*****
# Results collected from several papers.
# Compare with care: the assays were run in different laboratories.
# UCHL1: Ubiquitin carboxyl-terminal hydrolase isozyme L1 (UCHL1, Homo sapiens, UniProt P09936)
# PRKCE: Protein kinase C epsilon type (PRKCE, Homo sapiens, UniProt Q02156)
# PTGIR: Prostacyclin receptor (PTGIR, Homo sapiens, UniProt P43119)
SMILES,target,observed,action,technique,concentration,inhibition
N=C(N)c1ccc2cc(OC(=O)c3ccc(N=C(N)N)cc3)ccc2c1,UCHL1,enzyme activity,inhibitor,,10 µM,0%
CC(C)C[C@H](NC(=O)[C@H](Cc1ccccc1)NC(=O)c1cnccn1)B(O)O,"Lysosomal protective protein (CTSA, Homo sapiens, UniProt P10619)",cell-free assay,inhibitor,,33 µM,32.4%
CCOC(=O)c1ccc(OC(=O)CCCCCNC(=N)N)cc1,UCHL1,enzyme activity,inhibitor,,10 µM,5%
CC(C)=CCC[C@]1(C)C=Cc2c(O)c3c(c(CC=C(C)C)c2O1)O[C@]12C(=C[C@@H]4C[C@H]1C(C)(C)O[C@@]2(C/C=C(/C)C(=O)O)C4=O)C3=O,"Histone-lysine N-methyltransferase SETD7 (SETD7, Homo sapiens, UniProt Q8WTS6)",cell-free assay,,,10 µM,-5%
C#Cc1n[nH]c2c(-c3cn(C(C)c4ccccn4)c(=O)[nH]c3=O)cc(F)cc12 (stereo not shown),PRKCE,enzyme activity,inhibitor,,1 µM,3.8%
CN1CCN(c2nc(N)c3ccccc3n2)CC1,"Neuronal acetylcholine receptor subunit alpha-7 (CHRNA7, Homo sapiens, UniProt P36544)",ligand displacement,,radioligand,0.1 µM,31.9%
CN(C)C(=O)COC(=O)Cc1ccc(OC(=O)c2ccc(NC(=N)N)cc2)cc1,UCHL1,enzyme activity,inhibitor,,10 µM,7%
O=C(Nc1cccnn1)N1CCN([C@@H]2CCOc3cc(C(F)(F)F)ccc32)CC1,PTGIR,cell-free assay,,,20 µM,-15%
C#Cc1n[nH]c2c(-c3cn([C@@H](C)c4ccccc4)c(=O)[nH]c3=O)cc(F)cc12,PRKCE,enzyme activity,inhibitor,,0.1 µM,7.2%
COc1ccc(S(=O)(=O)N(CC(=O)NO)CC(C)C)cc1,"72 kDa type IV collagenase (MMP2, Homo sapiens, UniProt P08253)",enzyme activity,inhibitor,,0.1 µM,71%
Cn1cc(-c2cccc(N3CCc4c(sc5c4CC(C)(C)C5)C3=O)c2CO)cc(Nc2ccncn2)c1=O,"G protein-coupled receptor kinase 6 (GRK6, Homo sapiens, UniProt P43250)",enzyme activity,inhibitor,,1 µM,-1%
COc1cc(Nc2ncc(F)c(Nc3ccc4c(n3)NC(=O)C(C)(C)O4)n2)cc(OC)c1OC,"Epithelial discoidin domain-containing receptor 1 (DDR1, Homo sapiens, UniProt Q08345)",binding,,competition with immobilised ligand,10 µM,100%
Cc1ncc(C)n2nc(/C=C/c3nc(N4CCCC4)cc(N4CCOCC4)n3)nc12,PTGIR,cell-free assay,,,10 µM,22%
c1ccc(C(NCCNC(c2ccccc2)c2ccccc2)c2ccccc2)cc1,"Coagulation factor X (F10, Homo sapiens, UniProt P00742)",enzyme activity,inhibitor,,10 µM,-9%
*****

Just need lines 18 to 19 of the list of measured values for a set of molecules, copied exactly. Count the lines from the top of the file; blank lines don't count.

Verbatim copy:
COc1cc(Nc2ncc(F)c(Nc3ccc4c(n3)NC(=O)C(C)(C)O4)n2)cc(OC)c1OC,"Epithelial discoidin domain-containing receptor 1 (DDR1, Homo sapiens, UniProt Q08345)",binding,,competition with immobilised ligand,10 µM,100%
Cc1ncc(C)n2nc(/C=C/c3nc(N4CCCC4)cc(N4CCOCC4)n3)nc12,PTGIR,cell-free assay,,,10 µM,22%